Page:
He wanted to know if smart folks got into financial difficulty as often as the less gifted, at least in terms of intelligence. So he asked three fundamental questions. Do you have at least one credit card that is maxed out, have you missed a payment or have you been late on least two consecutive payments during the last five years, and have either you or your spouse ever declared bankruptcy?
The results are erratic across all three questions, but they suggest that persons with a lower IQ have a little more difficulty in each of those areas. But smarter persons also get into trouble. For example, 17.5 percent of those with an IQ of 75 or below missed payments, compared to 11.8 percent of those with an IQ above 125.
Lousy Savers, Big Spenders
That, of course, can be a transient situation, unlike the gradual accumulation of personal wealth. Is there anyone out there who has never encountered financial difficulties for at least a few weeks?
Left unanswered is this basic question: If intelligence is irrelevant, why do some people end up with more money than others? Some economists have suggested the most likely driver behind the accumulation of wealth is personality. Some are penny pinchers. Some are big spenders.
Most people, Zagorsky said, are lousy savers. Their net worth consists mainly of equity in their homes, and cars on which they've made most of the payments.
"You can earn at any level, high, low or medium," he said. "You can spend at any level. There are some people who are relatively low on the amount of income, but still manage to save every month."
But his research shows that most folks don't have much in the way of personal savings. So what's a body to do? Save more, spend less, end up with a golden egg. That's sort of the financial equivalent of that formula that leaves so many of us overweight, exercise more, eat less.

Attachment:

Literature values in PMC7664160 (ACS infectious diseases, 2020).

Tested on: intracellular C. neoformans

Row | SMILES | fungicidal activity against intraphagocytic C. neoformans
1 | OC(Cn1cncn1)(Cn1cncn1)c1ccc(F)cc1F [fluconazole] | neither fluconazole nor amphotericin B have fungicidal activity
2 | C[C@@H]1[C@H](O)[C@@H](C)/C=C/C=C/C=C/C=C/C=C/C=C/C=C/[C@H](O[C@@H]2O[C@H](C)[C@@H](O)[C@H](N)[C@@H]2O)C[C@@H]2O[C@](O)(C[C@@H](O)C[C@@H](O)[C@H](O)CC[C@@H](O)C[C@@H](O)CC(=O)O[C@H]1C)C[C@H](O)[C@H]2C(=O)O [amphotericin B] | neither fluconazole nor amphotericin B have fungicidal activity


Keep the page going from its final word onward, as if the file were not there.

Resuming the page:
How Much are You Worth
Easy to say, sometimes hard to do. But Zagorsky offers a couple of tips to help folks at least get on the right track.
"Step No. 1 is really sit down and figure out where you are," he said.
Most people, he added, are way off when they come up with hard figures that reflect their net worth. And here's the good part. Most of us are worth more than we think we are. A lot more.
"If you and I sat down and actually calculated it all up, there would be very, very large differences," he said. "Seventy percent of all people are richer than they think."
On average, he said, people are off by "62 cents for every dollar of wealth they actually have."
I'm no economist, but that sounds like most of us are worth a third more than we think we are.
So that ought to make "step No. 2" a lot easier. "Once you figure out where you are, make sure you actually do some savings each year. As long as you are saving some money you are moving toward that final goal with slow and steady progress."
So with all his expertise, Zagorsky ought to be worth a bundle, right? He's a college professor, and they take home a nice paycheck every month, and he understands economics. So how's he doing?
"We're not poor, but we're not wealthy," he concedes.
That's a pretty smart answer. And he probably exercises more and eats less.